Autumn is my favorite season too – but I don’t think that the weather gods here in Cincinnati have gotten the memo that it’s almost October. It’s predicted to be 90 here today. Huh???
      xx,
      mgh

      Liked by 1 person

  10. Christy B says:

    Let’s change the New Year from January to September! It’s a great time for renewal and I like the idea of grabbing a notebook to make new goals or undo bad habits. I’ll have a think over what changes to make as I’ve been feeling a bit tired lately. I’m sending you big hugs for this revitalizing post! Thank you for including my post on bad habits too as I really appreciate it~ Happy Friday, dear Madelyn.

    Liked by 1 person

  11. I have good timing for once, Madelyn. On a whim, I started my “new program” at the beginning of September and no slip-ups yet. You’re right that it does get easier as the routine moves from “change” into “habit.” Keeping my fingers crossed!

    Liked by 1 person

  12. John Fioravanti says:

    Reblogged this on Words To Captivate ~ by John Fioravanti and commented:
    Madelyn Griffith-Haynie reminds us that September marks the beginning of a new year – a great time to establish new habits and goals. Please, read on…

    Liked by 1 person

    • You are truly WONDERFUL to reblog my posts, John. Thank you again. Any new goals in YOUR household?
      xx,
      mgh

      Liked by 1 person

      • John Fioravanti says:

        Happy to share, Madelyn. Yes, now that my orthotics are working I’m resuming my walking exercise to shed the pounds I gained since April. Not a new goal – a lifelong struggle.

        Liked by 1 person

        • Orthotics? No wonder it has been a struggle – when your feet hurt you get sedentary to avoid discomfort. Then the pounds creep on and it’s even MORE uncomfortable to keep moving.

          My challenge with weight is to watch out once it gets cool enough to use my oven again. Summer’s dreadful heat kills my appetite anyway, so I pick at salads, etc. from late April until October – once the weather remains on the chilly side here and “Indian Summer” is a dim memory.

          But all the yummies that I am able to fix when the house is chilly can pack on the pounds if I’m not careful. Just in time for the holiday goodies to do their worst. Yikes!
          xx,
          mgh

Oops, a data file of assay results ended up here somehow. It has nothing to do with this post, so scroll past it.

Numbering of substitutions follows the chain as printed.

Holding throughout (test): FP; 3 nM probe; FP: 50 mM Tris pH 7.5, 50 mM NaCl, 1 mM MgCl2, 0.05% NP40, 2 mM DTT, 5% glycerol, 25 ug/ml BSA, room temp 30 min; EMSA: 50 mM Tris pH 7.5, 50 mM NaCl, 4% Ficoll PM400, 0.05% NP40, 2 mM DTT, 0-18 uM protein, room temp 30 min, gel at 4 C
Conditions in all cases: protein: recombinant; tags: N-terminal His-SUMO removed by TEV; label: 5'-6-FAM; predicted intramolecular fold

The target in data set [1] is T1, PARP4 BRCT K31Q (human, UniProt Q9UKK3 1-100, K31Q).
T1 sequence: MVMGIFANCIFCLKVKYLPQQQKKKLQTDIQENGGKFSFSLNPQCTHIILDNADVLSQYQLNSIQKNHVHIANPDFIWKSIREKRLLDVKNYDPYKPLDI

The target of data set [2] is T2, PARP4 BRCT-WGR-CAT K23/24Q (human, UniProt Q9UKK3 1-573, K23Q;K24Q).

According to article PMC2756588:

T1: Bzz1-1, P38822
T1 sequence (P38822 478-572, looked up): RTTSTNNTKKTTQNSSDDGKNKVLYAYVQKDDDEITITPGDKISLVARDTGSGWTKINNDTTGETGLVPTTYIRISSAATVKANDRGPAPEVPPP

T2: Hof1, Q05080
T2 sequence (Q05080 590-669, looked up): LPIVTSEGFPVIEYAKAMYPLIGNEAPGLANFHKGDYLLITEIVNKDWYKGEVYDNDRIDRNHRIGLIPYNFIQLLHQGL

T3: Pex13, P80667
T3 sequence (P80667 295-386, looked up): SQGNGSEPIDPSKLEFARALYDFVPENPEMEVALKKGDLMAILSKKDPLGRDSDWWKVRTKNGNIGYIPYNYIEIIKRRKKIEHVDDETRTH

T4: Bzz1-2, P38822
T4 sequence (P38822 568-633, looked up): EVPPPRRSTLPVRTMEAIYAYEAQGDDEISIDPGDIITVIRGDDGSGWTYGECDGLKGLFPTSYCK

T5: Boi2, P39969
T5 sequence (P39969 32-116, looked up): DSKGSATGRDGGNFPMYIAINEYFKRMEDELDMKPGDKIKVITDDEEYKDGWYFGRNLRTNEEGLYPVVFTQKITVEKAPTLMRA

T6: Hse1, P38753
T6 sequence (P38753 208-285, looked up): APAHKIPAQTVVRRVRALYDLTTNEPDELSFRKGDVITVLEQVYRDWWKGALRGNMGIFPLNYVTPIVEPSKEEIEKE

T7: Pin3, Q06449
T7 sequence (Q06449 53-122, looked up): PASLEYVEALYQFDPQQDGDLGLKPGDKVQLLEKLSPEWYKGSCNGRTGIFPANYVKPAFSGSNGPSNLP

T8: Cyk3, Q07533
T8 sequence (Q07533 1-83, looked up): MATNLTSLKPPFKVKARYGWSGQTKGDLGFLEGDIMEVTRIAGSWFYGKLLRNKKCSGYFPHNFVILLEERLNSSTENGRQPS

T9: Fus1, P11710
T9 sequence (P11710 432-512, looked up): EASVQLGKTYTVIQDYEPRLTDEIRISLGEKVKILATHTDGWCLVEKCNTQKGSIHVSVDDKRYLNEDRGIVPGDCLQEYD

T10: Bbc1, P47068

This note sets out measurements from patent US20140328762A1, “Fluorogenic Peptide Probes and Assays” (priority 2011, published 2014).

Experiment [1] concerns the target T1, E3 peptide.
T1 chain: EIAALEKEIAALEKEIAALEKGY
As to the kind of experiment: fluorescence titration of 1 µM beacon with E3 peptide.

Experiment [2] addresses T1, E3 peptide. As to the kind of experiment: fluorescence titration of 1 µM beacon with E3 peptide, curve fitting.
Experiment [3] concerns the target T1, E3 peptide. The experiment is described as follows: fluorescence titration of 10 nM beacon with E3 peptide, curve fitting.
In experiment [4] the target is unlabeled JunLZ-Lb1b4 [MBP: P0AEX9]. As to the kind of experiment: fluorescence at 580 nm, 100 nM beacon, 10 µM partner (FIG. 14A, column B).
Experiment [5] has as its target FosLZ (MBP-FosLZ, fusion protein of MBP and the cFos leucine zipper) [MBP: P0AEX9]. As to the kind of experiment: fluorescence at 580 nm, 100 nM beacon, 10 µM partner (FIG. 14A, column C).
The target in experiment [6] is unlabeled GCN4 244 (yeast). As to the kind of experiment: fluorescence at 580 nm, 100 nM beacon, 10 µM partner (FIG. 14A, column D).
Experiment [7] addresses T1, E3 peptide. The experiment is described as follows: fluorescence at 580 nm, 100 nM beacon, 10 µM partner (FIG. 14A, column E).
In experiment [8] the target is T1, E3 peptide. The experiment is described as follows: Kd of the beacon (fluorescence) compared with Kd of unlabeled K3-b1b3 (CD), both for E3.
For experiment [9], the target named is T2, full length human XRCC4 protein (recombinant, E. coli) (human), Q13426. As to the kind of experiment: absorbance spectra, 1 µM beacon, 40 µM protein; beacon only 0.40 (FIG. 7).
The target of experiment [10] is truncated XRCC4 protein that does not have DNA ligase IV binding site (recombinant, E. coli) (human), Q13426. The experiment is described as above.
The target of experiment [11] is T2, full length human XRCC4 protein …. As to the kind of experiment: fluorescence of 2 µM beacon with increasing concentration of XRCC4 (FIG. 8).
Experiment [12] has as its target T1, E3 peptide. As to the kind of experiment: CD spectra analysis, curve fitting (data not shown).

Liked by 1 person

          • John Fioravanti says:

            Tell you what: you bake ’em & I’ll eat ’em! LOL

            Liked by 1 person

            • I’ll send you virtual treats – even better. 🙂 Although all the cooking sites certainly make me crave the goodies they feature, so I’m not sure even THAT helps with keeping weight within reasonable limits.

              I’ve been watching the scale go down v-e-r-y slowly over the last two years – up a pound/down a pound – and still would be happy to shed 5 more pounds or so.

              Stepping on the scale practically every time I go to the bathroom is now habitual – and keeps me at it.

              I know, the gurus say not to do that, but it is what works for me. I gained the weight in the first place when I moved my scale “out of the way.”

              Like

            • John Fioravanti says:

              I weigh myself each morning and record it. No wonder I get depressed!! Lol. Virtual treats? I’d probably gain weight from those too!

              Liked by 1 person

            • Yeah, but it would only be virtual weight – lol.

              I don’t record the numbers. Never, actually, other than to use the little slidey-marker to help me track where I am and where I want to be.

              Then, if the scale went up I’m doubly careful for a few days, and if it went down I use it as wind beneath my wings to stay on the horse (to mix metaphors – unless I’m riding Pegasus, of course).

              It’s the direction, not the velocity!!! 🙂
              xx,
              mgh

              Liked by 1 person

  13. Jennie says: